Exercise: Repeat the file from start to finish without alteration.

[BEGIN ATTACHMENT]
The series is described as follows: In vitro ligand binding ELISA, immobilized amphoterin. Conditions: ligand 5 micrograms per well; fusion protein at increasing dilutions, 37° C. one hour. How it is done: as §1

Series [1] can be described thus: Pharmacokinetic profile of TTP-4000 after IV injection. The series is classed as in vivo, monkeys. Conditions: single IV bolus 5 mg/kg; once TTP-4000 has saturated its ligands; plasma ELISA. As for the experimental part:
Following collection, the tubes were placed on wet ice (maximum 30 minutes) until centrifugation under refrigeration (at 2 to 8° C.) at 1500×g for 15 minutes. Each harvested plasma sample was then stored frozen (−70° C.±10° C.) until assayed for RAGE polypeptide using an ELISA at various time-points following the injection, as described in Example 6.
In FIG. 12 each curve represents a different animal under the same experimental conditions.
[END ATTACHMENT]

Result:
The series is described as follows: In vitro ligand binding ELISA, immobilized amphoterin. Conditions: ligand 5 micrograms per well; fusion protein at increasing dilutions, 37° C. one hour. How it is done: as §1

Series [1] can be described thus: Pharmacokinetic profile of TTP-4000 after IV injection. The series is classed as in vivo, monkeys. Conditions: single IV bolus 5 mg/kg; once TTP-4000 has saturated its ligands; plasma ELISA. As for the experimental part:
Following collection, the tubes were placed on wet ice (maximum 30 minutes) until centrifugation under refrigeration (at 2 to 8° C.) at 1500×g for 15 minutes. Each harvested plasma sample was then stored frozen (−70° C.±10° C.) until assayed for RAGE polypeptide using an ELISA at various time-points following the injection, as described in Example 6.
In FIG. 12 each curve represents a different animal under the same experimental conditions.